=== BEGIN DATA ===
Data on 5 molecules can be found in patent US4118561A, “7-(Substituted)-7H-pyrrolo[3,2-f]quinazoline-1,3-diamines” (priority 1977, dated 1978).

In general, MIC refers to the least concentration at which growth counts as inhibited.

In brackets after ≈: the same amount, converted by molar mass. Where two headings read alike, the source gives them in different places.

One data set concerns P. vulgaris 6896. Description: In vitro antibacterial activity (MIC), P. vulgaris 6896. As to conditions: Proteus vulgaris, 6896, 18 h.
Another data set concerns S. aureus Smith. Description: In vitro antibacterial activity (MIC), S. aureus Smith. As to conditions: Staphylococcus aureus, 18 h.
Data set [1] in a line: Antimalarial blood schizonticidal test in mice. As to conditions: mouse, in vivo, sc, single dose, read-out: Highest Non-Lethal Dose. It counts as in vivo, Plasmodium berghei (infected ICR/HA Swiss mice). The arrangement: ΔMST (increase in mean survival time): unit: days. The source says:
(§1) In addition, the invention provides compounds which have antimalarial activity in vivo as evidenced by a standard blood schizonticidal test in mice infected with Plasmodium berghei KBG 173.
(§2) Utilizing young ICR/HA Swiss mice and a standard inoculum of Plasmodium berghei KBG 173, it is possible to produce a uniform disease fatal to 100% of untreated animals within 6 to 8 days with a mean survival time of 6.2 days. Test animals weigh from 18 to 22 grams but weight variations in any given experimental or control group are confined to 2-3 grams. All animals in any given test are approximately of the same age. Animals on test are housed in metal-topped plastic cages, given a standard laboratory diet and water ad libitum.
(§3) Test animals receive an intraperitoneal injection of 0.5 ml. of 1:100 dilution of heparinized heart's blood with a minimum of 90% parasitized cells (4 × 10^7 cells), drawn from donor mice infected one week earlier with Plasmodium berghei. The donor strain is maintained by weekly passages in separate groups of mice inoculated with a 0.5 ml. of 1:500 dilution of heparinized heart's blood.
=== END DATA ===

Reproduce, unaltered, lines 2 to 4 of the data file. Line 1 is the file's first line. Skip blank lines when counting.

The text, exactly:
In general, MIC refers to the least concentration at which growth counts as inhibited.

In brackets after ≈: the same amount, converted by molar mass. Where two headings read alike, the source gives them in different places.

One data set concerns P. vulgaris 6896. Description: In vitro antibacterial activity (MIC), P. vulgaris 6896. As to conditions: Proteus vulgaris, 6896, 18 h.